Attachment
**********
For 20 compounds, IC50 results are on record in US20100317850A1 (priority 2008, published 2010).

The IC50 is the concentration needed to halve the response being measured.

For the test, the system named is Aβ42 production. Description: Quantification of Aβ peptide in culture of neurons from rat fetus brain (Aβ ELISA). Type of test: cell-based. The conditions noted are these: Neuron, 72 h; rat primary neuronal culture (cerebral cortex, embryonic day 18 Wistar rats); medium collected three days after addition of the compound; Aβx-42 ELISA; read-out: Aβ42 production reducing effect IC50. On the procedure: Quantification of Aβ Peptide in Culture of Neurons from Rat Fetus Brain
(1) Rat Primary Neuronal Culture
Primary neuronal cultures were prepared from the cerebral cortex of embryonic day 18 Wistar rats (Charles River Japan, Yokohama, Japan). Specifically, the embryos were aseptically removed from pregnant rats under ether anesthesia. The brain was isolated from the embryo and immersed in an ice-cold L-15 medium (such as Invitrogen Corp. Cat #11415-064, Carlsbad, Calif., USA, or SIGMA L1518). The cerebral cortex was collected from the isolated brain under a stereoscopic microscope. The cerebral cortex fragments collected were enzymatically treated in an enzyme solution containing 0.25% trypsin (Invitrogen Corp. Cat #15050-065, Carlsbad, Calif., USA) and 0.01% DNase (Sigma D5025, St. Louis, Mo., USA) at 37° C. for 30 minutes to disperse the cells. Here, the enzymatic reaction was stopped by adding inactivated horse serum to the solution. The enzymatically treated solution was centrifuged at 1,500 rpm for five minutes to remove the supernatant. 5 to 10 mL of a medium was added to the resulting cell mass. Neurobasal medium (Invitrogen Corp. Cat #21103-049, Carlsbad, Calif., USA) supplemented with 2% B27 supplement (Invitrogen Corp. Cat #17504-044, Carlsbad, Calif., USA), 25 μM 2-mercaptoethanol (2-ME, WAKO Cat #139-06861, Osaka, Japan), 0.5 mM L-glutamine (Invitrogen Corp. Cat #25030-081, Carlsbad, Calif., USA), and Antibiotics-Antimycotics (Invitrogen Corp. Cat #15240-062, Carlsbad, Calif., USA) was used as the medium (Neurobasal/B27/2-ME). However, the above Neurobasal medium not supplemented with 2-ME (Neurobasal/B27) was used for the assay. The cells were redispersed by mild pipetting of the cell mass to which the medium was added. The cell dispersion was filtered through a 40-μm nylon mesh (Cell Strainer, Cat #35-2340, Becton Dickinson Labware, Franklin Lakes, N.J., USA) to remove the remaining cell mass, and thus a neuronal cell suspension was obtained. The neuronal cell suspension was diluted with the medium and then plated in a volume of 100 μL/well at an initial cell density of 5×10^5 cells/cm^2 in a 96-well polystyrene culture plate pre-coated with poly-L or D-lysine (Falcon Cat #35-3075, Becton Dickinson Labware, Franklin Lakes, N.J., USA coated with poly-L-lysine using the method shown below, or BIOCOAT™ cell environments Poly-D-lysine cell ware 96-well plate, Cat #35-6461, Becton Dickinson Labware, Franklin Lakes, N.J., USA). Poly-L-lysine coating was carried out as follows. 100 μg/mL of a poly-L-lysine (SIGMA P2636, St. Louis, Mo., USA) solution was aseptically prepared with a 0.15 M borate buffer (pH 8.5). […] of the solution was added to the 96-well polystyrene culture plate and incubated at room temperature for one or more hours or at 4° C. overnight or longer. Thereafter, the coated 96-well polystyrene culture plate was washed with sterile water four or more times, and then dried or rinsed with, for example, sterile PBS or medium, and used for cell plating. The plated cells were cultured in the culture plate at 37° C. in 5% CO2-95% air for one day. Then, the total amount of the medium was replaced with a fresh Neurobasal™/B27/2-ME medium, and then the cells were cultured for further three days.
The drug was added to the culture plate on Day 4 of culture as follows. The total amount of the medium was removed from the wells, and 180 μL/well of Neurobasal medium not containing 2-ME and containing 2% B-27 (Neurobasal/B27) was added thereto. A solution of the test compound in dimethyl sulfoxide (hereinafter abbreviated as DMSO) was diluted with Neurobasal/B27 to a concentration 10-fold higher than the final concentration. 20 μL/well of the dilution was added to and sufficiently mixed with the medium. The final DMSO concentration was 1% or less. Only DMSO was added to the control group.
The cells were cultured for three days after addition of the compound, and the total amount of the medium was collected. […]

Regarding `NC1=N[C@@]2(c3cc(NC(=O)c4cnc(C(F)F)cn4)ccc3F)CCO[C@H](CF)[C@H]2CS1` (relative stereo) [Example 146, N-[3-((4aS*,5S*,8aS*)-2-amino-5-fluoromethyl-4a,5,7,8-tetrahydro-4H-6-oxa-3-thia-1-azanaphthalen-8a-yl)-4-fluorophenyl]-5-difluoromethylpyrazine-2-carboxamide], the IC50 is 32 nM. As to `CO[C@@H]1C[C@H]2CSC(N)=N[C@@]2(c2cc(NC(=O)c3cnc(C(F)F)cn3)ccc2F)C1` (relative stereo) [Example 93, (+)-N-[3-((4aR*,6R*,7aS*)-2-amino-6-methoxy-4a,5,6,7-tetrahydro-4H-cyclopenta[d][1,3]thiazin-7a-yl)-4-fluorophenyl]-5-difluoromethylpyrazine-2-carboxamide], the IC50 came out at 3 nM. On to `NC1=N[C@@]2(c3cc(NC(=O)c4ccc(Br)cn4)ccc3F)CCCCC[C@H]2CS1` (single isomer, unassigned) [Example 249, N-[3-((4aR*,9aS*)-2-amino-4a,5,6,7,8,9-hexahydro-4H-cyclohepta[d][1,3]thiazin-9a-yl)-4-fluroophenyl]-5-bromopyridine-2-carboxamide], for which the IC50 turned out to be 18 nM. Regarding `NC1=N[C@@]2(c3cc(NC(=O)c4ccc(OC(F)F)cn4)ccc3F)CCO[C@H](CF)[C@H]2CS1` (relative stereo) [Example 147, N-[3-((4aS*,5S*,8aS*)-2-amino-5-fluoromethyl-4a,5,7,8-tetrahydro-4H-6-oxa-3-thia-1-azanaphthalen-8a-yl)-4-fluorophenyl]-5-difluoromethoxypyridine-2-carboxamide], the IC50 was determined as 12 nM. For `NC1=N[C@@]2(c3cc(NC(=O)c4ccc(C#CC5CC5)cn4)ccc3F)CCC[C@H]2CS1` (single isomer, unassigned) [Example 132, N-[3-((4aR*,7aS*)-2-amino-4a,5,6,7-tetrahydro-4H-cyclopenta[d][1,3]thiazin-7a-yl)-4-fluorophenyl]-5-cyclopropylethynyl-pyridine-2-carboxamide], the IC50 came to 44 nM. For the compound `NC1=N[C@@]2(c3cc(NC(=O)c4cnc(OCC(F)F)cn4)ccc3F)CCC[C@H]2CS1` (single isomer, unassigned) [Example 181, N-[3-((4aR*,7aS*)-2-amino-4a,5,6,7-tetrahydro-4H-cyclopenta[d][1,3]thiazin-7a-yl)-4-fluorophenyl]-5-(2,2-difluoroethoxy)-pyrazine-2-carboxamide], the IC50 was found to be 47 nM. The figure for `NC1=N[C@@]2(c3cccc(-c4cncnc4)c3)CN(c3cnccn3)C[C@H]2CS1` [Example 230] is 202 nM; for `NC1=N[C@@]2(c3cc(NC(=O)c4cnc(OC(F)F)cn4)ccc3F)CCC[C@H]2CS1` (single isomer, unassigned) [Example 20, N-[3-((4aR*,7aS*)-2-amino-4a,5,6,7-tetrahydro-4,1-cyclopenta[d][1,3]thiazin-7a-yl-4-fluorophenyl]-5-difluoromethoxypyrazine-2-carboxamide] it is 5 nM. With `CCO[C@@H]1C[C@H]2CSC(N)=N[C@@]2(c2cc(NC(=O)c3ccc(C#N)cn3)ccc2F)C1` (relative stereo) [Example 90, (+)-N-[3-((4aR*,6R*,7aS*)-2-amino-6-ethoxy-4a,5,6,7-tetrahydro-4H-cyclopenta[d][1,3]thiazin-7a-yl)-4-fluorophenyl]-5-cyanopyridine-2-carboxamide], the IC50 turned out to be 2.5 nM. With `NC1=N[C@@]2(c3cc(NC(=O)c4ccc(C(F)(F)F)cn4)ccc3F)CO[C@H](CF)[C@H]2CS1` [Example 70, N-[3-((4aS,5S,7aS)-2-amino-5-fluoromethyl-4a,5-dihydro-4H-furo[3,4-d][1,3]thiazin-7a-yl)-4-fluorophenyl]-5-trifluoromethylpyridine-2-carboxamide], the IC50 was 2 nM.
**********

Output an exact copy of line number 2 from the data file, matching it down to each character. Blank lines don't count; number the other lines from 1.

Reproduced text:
The IC50 is the concentration needed to halve the response being measured.